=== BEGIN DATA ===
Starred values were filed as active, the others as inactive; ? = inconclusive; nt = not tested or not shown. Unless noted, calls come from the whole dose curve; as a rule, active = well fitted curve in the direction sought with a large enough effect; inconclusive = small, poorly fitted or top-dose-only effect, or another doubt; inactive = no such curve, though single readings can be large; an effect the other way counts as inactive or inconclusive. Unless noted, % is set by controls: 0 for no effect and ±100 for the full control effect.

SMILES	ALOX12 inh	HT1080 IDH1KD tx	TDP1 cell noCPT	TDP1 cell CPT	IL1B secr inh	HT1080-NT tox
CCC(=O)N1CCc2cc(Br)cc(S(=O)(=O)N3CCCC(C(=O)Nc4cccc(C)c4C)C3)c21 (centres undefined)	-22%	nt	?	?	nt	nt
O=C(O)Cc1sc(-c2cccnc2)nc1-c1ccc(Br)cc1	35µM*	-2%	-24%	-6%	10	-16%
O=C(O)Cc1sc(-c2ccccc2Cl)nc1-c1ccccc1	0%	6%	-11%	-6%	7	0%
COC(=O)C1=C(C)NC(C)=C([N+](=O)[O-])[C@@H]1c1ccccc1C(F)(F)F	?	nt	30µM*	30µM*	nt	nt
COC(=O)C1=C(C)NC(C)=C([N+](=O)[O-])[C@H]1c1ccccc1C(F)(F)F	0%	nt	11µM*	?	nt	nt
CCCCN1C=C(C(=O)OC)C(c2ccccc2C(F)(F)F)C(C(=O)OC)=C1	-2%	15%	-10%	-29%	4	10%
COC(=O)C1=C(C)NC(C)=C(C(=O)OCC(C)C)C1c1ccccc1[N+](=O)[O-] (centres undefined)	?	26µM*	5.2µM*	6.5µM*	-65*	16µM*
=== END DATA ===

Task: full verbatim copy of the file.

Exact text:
Starred values were filed as active, the others as inactive; ? = inconclusive; nt = not tested or not shown. Unless noted, calls come from the whole dose curve; as a rule, active = well fitted curve in the direction sought with a large enough effect; inconclusive = small, poorly fitted or top-dose-only effect, or another doubt; inactive = no such curve, though single readings can be large; an effect the other way counts as inactive or inconclusive. Unless noted, % is set by controls: 0 for no effect and ±100 for the full control effect.

SMILES	ALOX12 inh	HT1080 IDH1KD tx	TDP1 cell noCPT	TDP1 cell CPT	IL1B secr inh	HT1080-NT tox
CCC(=O)N1CCc2cc(Br)cc(S(=O)(=O)N3CCCC(C(=O)Nc4cccc(C)c4C)C3)c21 (centres undefined)	-22%	nt	?	?	nt	nt
O=C(O)Cc1sc(-c2cccnc2)nc1-c1ccc(Br)cc1	35µM*	-2%	-24%	-6%	10	-16%
O=C(O)Cc1sc(-c2ccccc2Cl)nc1-c1ccccc1	0%	6%	-11%	-6%	7	0%
COC(=O)C1=C(C)NC(C)=C([N+](=O)[O-])[C@@H]1c1ccccc1C(F)(F)F	?	nt	30µM*	30µM*	nt	nt
COC(=O)C1=C(C)NC(C)=C([N+](=O)[O-])[C@H]1c1ccccc1C(F)(F)F	0%	nt	11µM*	?	nt	nt
CCCCN1C=C(C(=O)OC)C(c2ccccc2C(F)(F)F)C(C(=O)OC)=C1	-2%	15%	-10%	-29%	4	10%
COC(=O)C1=C(C)NC(C)=C(C(=O)OCC(C)C)C1c1ccccc1[N+](=O)[O-] (centres undefined)	?	26µM*	5.2µM*	6.5µM*	-65*	16µM*